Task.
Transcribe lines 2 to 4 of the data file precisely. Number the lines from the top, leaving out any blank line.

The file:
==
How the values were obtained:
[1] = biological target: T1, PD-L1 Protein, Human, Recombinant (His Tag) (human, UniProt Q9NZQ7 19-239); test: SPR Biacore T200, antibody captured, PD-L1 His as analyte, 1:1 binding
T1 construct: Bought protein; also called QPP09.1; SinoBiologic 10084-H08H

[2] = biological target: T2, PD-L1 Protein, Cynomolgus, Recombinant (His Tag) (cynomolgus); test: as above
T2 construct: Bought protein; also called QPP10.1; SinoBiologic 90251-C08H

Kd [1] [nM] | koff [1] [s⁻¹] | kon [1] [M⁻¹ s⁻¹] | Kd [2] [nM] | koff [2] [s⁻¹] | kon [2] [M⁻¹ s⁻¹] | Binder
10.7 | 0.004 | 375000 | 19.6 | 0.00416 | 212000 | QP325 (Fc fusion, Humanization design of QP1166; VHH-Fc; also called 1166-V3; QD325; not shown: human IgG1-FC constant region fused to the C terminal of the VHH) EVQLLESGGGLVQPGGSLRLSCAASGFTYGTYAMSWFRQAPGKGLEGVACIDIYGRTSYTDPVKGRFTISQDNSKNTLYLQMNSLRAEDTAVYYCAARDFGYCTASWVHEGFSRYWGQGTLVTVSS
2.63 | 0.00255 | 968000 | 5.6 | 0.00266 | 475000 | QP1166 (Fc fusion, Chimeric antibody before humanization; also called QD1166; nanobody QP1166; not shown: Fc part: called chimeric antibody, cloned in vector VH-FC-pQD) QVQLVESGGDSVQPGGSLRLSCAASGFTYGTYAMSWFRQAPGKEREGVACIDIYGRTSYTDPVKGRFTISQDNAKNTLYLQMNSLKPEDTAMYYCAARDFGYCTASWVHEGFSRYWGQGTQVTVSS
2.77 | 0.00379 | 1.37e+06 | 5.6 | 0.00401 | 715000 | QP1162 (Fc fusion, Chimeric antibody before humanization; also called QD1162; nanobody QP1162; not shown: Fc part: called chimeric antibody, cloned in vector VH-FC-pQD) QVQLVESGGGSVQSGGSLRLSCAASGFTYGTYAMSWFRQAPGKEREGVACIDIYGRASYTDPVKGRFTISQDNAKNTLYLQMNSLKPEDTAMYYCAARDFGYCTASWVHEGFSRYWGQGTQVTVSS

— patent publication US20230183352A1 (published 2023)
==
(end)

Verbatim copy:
[1] = biological target: T1, PD-L1 Protein, Human, Recombinant (His Tag) (human, UniProt Q9NZQ7 19-239); test: SPR Biacore T200, antibody captured, PD-L1 His as analyte, 1:1 binding
T1 construct: Bought protein; also called QPP09.1; SinoBiologic 10084-H08H

[2] = biological target: T2, PD-L1 Protein, Cynomolgus, Recombinant (His Tag) (cynomolgus); test: as above